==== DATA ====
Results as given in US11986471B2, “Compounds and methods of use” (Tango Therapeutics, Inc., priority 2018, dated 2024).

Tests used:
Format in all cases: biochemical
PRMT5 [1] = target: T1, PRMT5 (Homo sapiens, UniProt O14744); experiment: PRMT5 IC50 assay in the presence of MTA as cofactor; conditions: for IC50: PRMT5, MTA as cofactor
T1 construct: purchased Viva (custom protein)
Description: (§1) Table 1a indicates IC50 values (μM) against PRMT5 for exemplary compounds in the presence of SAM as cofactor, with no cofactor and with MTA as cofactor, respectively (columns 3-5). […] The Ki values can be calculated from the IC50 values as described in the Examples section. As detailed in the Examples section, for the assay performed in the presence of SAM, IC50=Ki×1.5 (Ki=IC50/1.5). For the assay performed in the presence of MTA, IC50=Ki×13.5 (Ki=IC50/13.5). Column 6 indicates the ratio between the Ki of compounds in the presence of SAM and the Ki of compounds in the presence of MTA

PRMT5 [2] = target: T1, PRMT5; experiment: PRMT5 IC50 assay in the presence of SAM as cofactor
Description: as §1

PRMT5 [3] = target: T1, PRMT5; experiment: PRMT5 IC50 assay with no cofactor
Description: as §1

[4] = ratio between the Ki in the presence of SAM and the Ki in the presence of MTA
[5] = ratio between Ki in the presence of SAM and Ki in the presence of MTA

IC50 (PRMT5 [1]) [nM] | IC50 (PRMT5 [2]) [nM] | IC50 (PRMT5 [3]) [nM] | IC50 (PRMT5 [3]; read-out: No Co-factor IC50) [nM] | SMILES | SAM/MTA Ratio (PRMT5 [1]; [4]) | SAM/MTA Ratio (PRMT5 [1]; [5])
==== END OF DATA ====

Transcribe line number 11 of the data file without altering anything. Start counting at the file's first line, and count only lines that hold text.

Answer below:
[4] = ratio between the Ki in the presence of SAM and the Ki in the presence of MTA